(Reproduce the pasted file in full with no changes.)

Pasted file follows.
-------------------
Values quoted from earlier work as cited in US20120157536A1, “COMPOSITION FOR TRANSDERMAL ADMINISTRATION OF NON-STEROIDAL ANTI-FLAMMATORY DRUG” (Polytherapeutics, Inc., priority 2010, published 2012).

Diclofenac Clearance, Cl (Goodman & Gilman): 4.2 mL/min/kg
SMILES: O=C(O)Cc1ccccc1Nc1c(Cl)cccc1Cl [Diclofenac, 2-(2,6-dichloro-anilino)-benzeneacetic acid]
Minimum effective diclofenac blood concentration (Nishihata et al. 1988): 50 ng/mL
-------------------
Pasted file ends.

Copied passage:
Values quoted from earlier work as cited in US20120157536A1, “COMPOSITION FOR TRANSDERMAL ADMINISTRATION OF NON-STEROIDAL ANTI-FLAMMATORY DRUG” (Polytherapeutics, Inc., priority 2010, published 2012).

Diclofenac Clearance, Cl (Goodman & Gilman): 4.2 mL/min/kg
SMILES: O=C(O)Cc1ccccc1Nc1c(Cl)cccc1Cl [Diclofenac, 2-(2,6-dichloro-anilino)-benzeneacetic acid]
Minimum effective diclofenac blood concentration (Nishihata et al. 1988): 50 ng/mL